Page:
The internationally renowned Bee Centre in Lancashire is strengthening its community bee breeding programme with the support of Jackon UK.
Jackon manufactures insulation and building systems – made from expanded (EPS) and extruded (XPS) polystyrene for the house building and tiling sectors – and says it’s committed to sustainability in both the manufacturing and use of its products, which can dramatically reduce energy requirements in buildings.
This is why the company has chosen to support the Bee Centre, based in Chorley. Bees are vital for the preservation of ecological balance and biodiversity in nature. They provide one of the most recognisable ecosystem services – pollination, which makes food production possible. By doing so, they protect and maintain ecosystems as well as animal and plant species, and contribute to genetic and biotic diversity.
The Bee Centre works with organisations and schools to develop a robust, near-native honeybee population nationally. JACKOBOARD, Jackon UK’s brand of insulated tile backerboards for wetroom and shower projects, worked with the Bee Centre at the launch of the programme two years ago and donated 100 insulated polystyrene beehives.
The Bee Centre has installed a dozen of these beehives at the Breeding Centre in Heysham for school environmental projects since the launch of the initiative. There has been a growing number of schools joining the programme across Lancashire and even as far afield as Wrexham, over the last year. The centre provides polystyrene beehives and starter kits, talks and training in schools as well as hosting events, to engage and educate children about bee keeping and environmental benefits.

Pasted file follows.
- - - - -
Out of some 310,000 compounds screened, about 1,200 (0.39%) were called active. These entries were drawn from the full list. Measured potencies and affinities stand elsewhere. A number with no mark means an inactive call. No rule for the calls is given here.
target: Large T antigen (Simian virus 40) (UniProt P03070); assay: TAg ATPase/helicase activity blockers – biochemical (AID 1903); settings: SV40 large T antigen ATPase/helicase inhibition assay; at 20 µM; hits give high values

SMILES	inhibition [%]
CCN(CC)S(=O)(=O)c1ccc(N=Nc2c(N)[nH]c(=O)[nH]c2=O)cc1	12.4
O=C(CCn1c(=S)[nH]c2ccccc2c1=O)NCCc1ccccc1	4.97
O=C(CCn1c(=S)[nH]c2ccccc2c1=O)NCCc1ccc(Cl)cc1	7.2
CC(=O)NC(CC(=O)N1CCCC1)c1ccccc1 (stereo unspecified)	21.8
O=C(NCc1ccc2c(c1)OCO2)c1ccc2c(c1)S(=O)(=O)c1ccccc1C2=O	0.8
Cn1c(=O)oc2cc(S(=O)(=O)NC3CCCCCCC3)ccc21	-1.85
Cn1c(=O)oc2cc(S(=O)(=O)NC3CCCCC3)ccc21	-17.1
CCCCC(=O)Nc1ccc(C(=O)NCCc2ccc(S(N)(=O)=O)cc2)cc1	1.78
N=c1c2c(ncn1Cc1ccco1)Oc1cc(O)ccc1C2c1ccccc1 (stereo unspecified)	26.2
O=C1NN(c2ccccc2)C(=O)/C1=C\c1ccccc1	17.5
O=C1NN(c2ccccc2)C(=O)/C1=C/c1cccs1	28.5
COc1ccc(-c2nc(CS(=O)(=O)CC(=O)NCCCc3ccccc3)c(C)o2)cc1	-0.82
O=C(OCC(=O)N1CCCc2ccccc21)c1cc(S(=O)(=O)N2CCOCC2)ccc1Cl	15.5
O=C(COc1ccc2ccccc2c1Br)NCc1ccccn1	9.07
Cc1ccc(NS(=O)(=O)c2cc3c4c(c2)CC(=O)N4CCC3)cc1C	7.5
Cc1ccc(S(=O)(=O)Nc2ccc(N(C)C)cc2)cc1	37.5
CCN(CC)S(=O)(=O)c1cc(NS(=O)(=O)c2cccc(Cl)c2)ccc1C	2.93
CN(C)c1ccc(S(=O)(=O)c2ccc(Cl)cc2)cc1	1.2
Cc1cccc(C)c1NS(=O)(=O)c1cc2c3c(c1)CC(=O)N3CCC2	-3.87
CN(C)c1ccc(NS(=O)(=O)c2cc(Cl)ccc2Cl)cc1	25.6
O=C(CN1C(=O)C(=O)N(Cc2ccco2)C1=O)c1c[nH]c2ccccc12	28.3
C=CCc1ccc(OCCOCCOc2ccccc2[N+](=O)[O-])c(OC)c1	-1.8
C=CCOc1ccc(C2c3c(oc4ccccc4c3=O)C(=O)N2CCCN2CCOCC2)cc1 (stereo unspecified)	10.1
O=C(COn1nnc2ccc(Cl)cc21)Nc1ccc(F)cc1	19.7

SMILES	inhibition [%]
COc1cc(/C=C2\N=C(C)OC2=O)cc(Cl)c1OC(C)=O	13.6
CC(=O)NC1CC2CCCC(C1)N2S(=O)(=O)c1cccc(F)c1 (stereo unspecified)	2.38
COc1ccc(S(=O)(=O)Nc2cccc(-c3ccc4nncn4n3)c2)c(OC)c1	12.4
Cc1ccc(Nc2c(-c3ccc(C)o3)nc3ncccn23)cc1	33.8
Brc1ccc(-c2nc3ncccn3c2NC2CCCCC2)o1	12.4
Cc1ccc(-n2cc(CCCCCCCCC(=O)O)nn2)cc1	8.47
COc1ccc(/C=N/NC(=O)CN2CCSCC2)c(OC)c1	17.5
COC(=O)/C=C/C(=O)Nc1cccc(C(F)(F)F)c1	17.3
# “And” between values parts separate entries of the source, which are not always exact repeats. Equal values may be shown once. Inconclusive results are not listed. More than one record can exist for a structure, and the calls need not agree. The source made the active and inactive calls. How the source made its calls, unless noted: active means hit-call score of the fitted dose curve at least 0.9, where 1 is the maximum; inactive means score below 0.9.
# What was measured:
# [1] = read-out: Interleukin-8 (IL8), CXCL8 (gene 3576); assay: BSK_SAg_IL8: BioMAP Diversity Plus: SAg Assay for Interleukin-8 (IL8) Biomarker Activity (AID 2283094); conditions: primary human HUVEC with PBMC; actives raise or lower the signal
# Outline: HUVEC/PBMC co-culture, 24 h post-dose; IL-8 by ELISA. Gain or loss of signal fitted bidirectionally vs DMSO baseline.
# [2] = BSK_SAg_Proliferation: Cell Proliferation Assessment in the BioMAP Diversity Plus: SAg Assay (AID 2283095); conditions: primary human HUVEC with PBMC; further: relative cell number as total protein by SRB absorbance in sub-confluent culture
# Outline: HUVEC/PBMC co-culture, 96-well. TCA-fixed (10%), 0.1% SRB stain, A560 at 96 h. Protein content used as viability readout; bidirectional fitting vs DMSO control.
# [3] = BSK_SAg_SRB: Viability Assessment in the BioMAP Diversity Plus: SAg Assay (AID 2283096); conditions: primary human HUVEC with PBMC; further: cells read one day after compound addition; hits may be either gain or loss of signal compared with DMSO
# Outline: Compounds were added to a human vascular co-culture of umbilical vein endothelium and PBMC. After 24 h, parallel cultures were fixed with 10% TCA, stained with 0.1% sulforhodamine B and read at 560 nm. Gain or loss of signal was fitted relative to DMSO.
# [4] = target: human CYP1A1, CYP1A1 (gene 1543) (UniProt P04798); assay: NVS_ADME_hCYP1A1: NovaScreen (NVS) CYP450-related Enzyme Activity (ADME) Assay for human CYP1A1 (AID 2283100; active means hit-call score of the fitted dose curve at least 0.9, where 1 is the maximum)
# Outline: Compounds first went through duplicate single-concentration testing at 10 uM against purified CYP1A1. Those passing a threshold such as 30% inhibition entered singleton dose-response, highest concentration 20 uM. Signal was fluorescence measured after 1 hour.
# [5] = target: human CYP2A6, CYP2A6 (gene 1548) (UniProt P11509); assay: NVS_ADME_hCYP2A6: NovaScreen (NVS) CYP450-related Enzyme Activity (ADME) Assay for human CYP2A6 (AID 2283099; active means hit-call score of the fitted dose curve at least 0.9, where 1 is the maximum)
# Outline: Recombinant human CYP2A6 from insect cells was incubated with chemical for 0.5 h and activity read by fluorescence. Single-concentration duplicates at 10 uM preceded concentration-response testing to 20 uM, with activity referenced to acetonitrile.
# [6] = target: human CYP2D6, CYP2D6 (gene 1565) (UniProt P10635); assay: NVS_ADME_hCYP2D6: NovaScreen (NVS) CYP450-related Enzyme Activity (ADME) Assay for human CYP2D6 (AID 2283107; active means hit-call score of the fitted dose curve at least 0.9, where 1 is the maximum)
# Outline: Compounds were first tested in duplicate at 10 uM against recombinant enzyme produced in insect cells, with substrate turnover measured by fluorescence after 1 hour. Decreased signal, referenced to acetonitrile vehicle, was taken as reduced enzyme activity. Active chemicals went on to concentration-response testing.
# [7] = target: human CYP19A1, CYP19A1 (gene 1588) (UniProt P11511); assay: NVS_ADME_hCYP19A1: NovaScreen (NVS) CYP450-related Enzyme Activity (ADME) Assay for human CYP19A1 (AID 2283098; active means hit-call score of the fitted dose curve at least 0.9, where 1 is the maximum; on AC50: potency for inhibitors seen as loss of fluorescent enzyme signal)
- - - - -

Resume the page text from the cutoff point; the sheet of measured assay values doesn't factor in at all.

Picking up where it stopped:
Colin Higham, managing director of Jackon UK Ltd says, ‘Our polystyrene and polypropylene-based building products save energy, resource and emissions when in use. They last a lifetime and are recyclable. They have very impressive performance when used in house building and tiling projects and cause minimal environmental impact, if manufacturing processes are carried out properly. We are more than happy to support the Bee Centre in their environmental projects and would like to demonstrate that plastics, when used for the long term, can reduce energy requirements, and benefit the environment.’